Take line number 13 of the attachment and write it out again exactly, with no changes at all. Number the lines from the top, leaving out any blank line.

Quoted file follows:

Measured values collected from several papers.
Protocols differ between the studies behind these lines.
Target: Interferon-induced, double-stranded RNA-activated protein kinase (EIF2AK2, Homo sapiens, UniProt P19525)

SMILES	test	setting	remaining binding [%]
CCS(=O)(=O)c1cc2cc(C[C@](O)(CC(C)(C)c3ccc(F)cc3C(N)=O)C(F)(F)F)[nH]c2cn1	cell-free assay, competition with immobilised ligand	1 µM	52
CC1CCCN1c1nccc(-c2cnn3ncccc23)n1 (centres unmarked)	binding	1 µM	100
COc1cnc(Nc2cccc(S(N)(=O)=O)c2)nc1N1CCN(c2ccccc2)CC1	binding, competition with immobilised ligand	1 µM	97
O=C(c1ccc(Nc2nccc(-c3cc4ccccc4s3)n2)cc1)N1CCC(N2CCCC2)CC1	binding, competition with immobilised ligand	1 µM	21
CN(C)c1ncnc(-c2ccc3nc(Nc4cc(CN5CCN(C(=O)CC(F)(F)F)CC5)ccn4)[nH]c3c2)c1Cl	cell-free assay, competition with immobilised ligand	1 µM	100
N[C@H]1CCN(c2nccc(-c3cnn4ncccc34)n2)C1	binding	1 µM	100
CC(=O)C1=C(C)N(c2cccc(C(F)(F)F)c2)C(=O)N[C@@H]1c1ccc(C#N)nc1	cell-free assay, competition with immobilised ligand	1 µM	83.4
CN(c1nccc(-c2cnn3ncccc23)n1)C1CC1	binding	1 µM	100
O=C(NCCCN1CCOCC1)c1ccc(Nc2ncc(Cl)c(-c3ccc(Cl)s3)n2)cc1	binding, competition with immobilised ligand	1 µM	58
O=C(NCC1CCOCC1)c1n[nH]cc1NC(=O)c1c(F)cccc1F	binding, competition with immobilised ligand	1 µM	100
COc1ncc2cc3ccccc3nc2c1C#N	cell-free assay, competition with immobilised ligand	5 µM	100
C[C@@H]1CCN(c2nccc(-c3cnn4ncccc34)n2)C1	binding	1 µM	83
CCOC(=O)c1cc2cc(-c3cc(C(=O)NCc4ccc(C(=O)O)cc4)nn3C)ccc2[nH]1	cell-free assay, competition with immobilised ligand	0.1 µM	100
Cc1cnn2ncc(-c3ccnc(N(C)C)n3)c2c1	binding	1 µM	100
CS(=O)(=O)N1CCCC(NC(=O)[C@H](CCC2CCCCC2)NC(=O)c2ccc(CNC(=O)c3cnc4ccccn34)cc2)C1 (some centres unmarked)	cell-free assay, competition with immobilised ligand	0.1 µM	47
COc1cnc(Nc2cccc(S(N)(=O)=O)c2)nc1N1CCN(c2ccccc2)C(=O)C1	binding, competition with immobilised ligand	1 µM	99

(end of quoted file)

O=C(NCCCN1CCOCC1)c1ccc(Nc2ncc(Cl)c(-c3ccc(Cl)s3)n2)cc1	binding, competition with immobilised ligand	1 µM	58